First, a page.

D.W. next argues he was denied a fair trial as a result of improper hearsay testimony by two of the police officers who went to the house on Washington Avenue on the evening of the robbery. On cross-examination, Officer Rick Bachmann testified he received a dispatch that the suspects "fled down Washington Avenue southbound." Defense counsel then asked the officer why he had stopped at a specific house on that street. The officer began to answer and the prosecutor objected on the ground of hearsay.

Defense counsel stated he would "rephrase the question" and the following brief colloquy occurred:

[DEFENSE COUNSEL]: Did you receive information from other officers?
[DEFENSE COUNSEL]: And, based on the information you received from these other officers, is that what - - is that information what caused you to go to [the specific address]?

Subsequently, Officer Calleja[5] testified he went to Washington Avenue in response to a radio call. The prosecutor asked him, "And based upon information received, did you specifically respond to [a specific address on] Washington?" The officer replied, "That's correct." Defendant did not object to this testimony.

D.W. now argues the officers' testimony "implied that the police received some type of subsequent description or information indicating that the suspects were located at" the Washington Avenue address. Because D.W. was not able to confront the unnamed source of this hearsay information at the trial, he argues the adjudication of delinquency should be overturned. We disagree.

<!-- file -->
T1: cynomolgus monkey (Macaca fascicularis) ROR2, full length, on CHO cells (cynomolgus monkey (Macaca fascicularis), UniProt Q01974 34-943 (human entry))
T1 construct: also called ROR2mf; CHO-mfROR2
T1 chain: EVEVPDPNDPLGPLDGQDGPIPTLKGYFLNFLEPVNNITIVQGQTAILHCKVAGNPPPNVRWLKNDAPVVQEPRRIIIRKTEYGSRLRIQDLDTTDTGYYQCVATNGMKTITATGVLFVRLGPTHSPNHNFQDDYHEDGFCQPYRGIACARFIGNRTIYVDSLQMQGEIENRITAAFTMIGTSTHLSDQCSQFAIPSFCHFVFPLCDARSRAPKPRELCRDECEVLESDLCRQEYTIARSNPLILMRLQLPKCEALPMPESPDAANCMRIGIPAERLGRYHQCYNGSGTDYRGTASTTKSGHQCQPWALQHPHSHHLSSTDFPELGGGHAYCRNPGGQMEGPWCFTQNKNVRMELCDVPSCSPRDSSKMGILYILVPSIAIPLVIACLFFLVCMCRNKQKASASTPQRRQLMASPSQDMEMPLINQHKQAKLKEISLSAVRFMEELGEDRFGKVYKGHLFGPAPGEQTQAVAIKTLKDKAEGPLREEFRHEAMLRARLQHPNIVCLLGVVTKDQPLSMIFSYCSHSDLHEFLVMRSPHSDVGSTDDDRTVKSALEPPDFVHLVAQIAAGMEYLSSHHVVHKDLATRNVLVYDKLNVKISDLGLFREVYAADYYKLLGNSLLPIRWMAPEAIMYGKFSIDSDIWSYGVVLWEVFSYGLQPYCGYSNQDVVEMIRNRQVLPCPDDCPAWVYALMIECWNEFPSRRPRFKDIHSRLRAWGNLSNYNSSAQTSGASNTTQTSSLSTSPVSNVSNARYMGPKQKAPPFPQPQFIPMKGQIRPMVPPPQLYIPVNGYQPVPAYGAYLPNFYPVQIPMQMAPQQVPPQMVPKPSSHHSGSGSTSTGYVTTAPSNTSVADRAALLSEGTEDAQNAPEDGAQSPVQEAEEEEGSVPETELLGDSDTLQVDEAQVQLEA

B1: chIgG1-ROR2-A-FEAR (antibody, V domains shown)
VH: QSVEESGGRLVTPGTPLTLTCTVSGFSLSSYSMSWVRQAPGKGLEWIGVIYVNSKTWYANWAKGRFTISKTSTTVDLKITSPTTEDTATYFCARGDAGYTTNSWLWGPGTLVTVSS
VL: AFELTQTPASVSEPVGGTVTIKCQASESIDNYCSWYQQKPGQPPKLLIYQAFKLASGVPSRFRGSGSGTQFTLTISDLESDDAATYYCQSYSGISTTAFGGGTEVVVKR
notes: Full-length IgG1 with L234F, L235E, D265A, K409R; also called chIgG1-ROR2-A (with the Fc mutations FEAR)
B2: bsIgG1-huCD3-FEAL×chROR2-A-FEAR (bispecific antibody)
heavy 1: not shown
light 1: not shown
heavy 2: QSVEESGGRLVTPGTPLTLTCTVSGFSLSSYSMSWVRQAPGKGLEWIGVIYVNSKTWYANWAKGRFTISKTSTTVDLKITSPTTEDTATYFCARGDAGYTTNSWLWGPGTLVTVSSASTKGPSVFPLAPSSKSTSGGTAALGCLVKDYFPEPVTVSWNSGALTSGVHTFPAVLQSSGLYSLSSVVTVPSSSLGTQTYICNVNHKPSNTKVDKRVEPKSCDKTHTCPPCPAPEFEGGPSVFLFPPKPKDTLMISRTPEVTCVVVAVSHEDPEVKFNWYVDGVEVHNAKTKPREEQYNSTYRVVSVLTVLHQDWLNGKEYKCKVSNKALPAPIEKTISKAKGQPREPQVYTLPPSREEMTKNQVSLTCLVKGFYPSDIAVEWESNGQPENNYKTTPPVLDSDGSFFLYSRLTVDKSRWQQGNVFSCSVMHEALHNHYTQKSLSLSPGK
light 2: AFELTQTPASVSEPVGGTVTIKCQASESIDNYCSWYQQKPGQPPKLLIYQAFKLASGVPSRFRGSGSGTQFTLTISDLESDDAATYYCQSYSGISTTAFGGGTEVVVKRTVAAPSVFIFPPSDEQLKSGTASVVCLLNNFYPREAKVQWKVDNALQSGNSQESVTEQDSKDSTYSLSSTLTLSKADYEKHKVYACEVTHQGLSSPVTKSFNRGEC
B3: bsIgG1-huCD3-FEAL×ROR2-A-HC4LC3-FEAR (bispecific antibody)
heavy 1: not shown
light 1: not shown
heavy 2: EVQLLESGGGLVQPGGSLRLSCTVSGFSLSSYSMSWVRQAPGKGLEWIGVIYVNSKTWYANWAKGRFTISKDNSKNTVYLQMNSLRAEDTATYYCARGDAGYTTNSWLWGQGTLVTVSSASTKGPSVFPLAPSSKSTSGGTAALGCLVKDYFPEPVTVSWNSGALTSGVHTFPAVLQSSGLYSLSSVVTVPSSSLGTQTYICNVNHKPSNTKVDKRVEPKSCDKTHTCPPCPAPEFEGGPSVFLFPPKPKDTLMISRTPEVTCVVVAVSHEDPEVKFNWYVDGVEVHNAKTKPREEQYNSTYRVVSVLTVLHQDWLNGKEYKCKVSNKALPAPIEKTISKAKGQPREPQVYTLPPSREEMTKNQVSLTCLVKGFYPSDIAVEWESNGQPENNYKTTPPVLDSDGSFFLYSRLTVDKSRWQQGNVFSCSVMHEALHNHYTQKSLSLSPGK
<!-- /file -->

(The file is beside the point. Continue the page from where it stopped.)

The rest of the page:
Because D.W. elicited the testimony he now complains of from Officer Bachmann and did not object to the testimony provided by Officer Calleja, we analyze his argument under a plain error standard. R. 2:10-2. Under that standard of review, we disregard any error or omission "unless it is of such a nature as to have been clearly capable of producing an unjust result[.]" Ibid. The error must have been "'sufficient to raise a reasonable doubt as to whether the error led the jury to a result it otherwise might not have reached.'" State v. McGuire, 419 N.J.Super. 88, 145-46 (App. Div.) (quoting State v. Bankston, 63 N.J. 273 (1973)).

Judged against this standard, we discern no plain error here. "It is well settled that the hearsay rule is not violated when a police officer explains the reason he approached a suspect or went to the scene of the crime by stating that he did so 'upon information received.'" Bankston, supra, 63 N.J. at 268 (citation omitted). That is all that occurred here. The officers did not provide any specific information implying D.W.'s guilt or repeat what the other officers told them. Therefore, D.W.'s Sixth Amendment right of confrontation was not violated. Id. at 268-69.

Finally, D.W. argues that his sentence was excessive. We disagree. Trial judges have broad sentencing discretion as long as the sentence is based on competent credible evidence and fits within the statutory framework. State v. Dalziel, 182 N.J. 494, 500 (2005). In performing our review of a sentence, we avoid substituting our judgment for the judgment of the trial court. State v. O'Donnell, 117 N.J. 210, 215 (1989); State v. Roth, 95 N.J. 334, 365 (1984).

We are satisfied the judge made findings of fact concerning aggravating and mitigating factors that were based on competent and reasonably credible evidence in the record and applied the correct sentencing guidelines enunciated in the Code. We discern no basis in the record to disturb the judge's decision to impose consecutive dispositions for several charges involved in the seven, separate juvenile complaints. Because there is neither clear error on the judge's part in his adherence to the sentencing guidelines, nor a sentence imposed which, under the circumstances, shocks the conscience, there is no reason for appellate intervention. O'Donnell, supra, 117 N.J. at 215-16; State v. Jarbath, 114 N.J. 394, 401 (1989).